The Wages of Sickness: The Politics of Health Insurance in Progressive America (Studies in Social Medicine)
The Clinton administration's failed health care reform was not the first attempt to establish government-sponsored medical coverage in the United States. From 1915 to 1920, Progressive reformers led a spirited but ultimately unsuccessful crusade for compulsory health insurance in New York State. Beatrix Hoffman argues that this first health insurance campaign was a crucial moment in the creation of the American welfare state and health care system. Its defeat, she says, gave rise to an uneven and inegalitarian system of medical coverage and helped shape the limits of American social policy for the rest of the century.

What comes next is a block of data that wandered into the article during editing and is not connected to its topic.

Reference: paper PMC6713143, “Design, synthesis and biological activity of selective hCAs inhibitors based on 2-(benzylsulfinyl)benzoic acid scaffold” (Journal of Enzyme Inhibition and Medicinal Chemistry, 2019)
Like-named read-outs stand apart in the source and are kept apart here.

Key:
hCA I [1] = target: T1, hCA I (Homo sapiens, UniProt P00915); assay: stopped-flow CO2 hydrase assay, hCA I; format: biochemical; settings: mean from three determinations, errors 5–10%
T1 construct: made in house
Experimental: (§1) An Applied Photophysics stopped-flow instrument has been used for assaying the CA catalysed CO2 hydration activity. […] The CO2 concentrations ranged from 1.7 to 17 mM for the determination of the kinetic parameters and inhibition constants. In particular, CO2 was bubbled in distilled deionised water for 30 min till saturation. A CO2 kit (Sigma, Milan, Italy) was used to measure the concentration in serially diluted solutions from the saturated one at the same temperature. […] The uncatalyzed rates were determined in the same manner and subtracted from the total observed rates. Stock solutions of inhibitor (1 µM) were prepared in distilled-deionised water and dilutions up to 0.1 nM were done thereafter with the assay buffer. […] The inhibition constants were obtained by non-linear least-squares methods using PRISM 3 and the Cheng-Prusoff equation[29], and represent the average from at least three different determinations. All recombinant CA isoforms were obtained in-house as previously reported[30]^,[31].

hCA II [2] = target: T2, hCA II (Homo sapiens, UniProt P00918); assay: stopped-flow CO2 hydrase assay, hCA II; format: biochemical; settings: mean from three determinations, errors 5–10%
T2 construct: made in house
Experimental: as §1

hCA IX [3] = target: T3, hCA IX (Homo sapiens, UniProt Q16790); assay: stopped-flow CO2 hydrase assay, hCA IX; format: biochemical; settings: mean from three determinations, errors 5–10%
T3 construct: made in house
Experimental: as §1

Hoffman examines each of the major combatants in the battle over compulsory health insurance. While physicians, employers, the insurance industry, and conservative politicians forged a uniquely powerful coalition in opposition to health insurance proposals, she shows, reformers' potential allies within women's organizations and the labor movement were bitterly divided. Against the backdrop of World War I and the Red Scare, opponents of reform denounced government-sponsored health insurance as "un-American" and, in the process, helped fashion a political culture that resists proposals for universal health care and a comprehensive welfare state even today.